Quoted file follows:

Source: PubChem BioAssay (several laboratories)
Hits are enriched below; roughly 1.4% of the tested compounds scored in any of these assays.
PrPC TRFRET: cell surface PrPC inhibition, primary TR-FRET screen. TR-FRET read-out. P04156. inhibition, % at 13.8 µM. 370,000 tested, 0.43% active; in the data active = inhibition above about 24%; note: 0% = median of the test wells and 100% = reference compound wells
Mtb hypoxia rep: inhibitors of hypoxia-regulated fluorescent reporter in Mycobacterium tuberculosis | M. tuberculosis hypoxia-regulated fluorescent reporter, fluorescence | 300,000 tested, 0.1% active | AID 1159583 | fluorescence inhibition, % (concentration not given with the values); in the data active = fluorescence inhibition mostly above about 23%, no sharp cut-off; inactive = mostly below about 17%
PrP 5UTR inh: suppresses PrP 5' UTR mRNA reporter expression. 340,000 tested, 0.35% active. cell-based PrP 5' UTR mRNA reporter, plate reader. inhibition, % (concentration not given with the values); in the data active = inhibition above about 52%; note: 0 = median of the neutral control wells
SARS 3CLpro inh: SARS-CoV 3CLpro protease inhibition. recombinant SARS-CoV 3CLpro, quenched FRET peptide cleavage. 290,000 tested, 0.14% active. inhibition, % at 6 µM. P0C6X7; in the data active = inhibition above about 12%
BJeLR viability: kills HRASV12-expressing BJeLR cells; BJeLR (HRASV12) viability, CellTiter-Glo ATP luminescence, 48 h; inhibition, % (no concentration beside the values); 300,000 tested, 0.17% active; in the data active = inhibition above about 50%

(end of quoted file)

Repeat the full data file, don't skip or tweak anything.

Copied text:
Source: PubChem BioAssay (several laboratories)
Hits are enriched below; roughly 1.4% of the tested compounds scored in any of these assays.
PrPC TRFRET: cell surface PrPC inhibition, primary TR-FRET screen. TR-FRET read-out. P04156. inhibition, % at 13.8 µM. 370,000 tested, 0.43% active; in the data active = inhibition above about 24%; note: 0% = median of the test wells and 100% = reference compound wells
Mtb hypoxia rep: inhibitors of hypoxia-regulated fluorescent reporter in Mycobacterium tuberculosis | M. tuberculosis hypoxia-regulated fluorescent reporter, fluorescence | 300,000 tested, 0.1% active | AID 1159583 | fluorescence inhibition, % (concentration not given with the values); in the data active = fluorescence inhibition mostly above about 23%, no sharp cut-off; inactive = mostly below about 17%
PrP 5UTR inh: suppresses PrP 5' UTR mRNA reporter expression. 340,000 tested, 0.35% active. cell-based PrP 5' UTR mRNA reporter, plate reader. inhibition, % (concentration not given with the values); in the data active = inhibition above about 52%; note: 0 = median of the neutral control wells
SARS 3CLpro inh: SARS-CoV 3CLpro protease inhibition. recombinant SARS-CoV 3CLpro, quenched FRET peptide cleavage. 290,000 tested, 0.14% active. inhibition, % at 6 µM. P0C6X7; in the data active = inhibition above about 12%
BJeLR viability: kills HRASV12-expressing BJeLR cells; BJeLR (HRASV12) viability, CellTiter-Glo ATP luminescence, 48 h; inhibition, % (no concentration beside the values); 300,000 tested, 0.17% active; in the data active = inhibition above about 50%